Eagle Pass fire chief on front line of border crisis reveals how they’ve been stretched thin for two years – with a loss of $21,000 a day, surge in drownings, no help from Biden and ambulances so busy they have to use private firms

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Written By Maya Cantina
  • Eagle Pass has quickly become the epicenter of the migrant crisis, last month seeing some 5,000 pass through on many days in the town of only 28,000
  • Last month the DHS shut down a rail bridge in the city for a month in a move that cost the city an estimated $500,000 to $1 million 

Democrat-run cities like New York and Chicago have complained that the migrant crisis has left them at breaking point.

They say the border crossers wading through the Rio Grande and hiking across the desert are overwhelming their communities when they head north.

But it’s the tiny Texas communities with barely any resources that are bleeding cash to deal with the historic influx of migrants into the U.S.

Eagle Pass has quickly become the epicenter of the migrant crisis. Last month, the city of just 28,000 residents saw 5,000 migrants pass through.

Local resources, including emergency services, have been stretched thin to the point where they are shedding thousands a month from the budget.

Last month the Department of Homeland Security shut down an international rail bridge in the city for a month to divert personnel to process migrants.

Fire Chief Manuel Mello estimated the move cost the city between $500,000 and $1 million in lost revenue, and they are not getting help recovering the funds.

‘That’s our main source for the city to sustain itself, from the bridge profits – commercial trucks and vehicle and pedestrian crossing,’ he told DailyMail.com in an interview.

Some 300,000 migrants crossed the U.S.-Mexico border in December, prompting the closing of four international bridges, one in Eagle Pass.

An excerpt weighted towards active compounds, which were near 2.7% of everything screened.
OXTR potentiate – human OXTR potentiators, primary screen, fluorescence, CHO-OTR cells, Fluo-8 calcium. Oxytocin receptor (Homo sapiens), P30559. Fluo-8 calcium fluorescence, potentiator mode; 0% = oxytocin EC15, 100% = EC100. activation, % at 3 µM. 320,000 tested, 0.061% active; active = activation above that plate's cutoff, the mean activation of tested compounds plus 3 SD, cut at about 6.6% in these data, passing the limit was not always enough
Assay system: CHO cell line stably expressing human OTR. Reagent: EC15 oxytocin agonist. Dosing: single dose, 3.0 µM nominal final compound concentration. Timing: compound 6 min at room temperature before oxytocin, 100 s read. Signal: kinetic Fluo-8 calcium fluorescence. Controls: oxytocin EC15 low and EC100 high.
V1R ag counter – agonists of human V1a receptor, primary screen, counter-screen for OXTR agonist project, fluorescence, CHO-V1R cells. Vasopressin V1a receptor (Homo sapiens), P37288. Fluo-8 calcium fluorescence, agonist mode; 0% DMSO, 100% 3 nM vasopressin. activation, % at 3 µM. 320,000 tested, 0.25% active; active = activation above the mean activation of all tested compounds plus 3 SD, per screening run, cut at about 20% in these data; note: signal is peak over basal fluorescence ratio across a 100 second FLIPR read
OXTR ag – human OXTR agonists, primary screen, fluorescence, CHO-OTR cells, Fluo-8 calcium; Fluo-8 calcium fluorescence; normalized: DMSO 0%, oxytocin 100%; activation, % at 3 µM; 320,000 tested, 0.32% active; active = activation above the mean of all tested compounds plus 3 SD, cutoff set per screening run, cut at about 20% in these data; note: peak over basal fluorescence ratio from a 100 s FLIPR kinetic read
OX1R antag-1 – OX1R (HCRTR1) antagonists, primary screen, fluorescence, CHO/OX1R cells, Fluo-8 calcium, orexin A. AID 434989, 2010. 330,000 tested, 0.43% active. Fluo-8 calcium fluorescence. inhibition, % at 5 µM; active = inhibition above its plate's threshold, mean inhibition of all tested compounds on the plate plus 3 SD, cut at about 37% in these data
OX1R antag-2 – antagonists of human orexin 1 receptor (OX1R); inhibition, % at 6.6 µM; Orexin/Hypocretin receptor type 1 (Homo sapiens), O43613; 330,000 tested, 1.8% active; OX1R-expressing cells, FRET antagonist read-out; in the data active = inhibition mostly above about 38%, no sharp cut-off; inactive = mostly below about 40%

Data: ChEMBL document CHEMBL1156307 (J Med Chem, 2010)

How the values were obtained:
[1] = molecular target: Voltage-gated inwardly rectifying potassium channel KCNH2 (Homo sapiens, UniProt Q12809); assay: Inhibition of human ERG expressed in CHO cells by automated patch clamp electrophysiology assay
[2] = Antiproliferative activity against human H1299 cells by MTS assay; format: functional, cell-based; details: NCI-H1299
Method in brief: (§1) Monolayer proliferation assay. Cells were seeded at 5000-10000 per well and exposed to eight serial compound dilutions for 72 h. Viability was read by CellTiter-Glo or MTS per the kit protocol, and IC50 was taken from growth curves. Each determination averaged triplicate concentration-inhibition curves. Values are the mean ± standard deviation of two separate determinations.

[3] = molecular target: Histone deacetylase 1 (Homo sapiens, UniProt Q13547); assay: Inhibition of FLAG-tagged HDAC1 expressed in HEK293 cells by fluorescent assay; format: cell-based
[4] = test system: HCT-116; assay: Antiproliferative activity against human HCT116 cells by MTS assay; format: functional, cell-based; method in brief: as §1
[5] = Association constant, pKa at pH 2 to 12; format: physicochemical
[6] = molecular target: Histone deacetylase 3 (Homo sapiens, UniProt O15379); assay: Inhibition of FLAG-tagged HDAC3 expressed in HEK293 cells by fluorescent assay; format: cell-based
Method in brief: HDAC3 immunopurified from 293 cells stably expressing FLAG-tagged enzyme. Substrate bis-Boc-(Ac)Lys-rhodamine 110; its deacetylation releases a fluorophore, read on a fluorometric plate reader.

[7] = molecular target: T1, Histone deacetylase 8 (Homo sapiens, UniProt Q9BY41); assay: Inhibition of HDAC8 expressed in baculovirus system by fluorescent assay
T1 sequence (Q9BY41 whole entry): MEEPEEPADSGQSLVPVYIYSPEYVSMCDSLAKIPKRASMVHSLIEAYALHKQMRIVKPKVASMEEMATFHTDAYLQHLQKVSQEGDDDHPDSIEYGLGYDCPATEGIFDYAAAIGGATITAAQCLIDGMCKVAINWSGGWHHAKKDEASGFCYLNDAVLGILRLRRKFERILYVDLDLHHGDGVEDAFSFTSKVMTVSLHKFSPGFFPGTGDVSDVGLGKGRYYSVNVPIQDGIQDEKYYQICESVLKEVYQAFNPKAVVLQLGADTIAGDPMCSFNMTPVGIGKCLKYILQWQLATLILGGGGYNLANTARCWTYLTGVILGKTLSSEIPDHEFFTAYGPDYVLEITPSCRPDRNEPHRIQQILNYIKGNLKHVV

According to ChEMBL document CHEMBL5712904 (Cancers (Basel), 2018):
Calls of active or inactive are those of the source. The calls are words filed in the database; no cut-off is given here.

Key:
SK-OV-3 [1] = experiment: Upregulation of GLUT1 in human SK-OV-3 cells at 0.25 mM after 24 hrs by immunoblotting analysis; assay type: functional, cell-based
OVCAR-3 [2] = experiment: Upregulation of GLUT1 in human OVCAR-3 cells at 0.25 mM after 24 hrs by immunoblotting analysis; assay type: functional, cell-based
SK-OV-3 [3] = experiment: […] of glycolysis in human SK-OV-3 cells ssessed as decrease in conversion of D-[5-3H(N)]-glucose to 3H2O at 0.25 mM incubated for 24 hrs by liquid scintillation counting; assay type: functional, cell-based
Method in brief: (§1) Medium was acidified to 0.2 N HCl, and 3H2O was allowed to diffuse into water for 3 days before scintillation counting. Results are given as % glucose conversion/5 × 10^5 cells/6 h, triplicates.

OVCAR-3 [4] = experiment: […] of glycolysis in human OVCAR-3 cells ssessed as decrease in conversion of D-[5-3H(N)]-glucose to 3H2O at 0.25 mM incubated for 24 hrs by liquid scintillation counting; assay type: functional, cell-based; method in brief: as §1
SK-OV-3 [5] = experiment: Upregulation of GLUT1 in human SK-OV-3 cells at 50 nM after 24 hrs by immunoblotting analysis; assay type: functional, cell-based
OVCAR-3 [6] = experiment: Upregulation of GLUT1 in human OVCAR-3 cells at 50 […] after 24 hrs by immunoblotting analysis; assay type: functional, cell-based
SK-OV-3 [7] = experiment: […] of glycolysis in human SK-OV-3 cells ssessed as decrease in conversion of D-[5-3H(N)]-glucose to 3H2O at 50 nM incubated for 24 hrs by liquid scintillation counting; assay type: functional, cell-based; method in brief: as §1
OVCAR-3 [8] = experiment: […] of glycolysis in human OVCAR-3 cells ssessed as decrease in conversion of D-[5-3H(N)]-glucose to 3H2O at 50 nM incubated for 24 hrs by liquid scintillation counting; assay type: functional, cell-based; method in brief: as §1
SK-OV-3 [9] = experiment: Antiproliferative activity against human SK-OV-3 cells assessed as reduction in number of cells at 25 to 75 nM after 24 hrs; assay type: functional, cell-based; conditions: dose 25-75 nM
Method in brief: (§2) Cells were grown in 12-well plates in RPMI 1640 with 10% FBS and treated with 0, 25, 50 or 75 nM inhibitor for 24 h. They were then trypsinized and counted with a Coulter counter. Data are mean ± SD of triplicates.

While much of the immigration debate centers on big cities being overwhelmed with new occupants, the quiet community of Eagle Pass, Texas is now bleeding money from its own pot to handle the influx

Some 300,000 migrants crossed the U.S.-Mexico border in December, prompting the closing of four international bridges, one in Eagle Pass, pictured above

Some 300,000 migrants crossed the U.S.-Mexico border in December, prompting the closing of four international bridges, one in Eagle Pass, pictured above 

The city again came into the spotlight when over 60 House Republicans led by Speaker Mike Johnson visited with border agents and local law enforcement there. 

Groups of migrants were seen wading through the river and into the arms of border agents just as Johnson and his Republicans took a tour. A group of Venezuelan teenagers screamed ‘Ayudame! Help me!’ at the speaker as he stood on the riverbank.

But Rep. Tony Gonzales, R-Texas, who represents the area, suggested the city had been cleaned up, migrants diverted to cross in other sectors, for the congressional visit. 

‘I am grateful for my colleagues and grateful for the speaker to show up and the fact that all of a sudden, everything stopped. We needed that,’ he told reporters. ‘Eagle Pass was on the brink of having to release hundreds, thousands, of people onto the streets. The fact that House Republicans showed up today and all of a sudden everything got turned off is a win.’

Mello’s own local fire department gets called in to transport migrants to the hospital whenever there’s an emergency. They see everything from pregnant mothers going into labor, people who drown while crossing the Rio Grande or suffer heat strokes. 

From January to December the department was inundated with nearly 9,000 phone calls and had to transport 778 migrants to the hospital at its own cost. 

Eagle Pass Fire Chief Manuel Mello

Eagle Pass Fire Chief Manuel Mello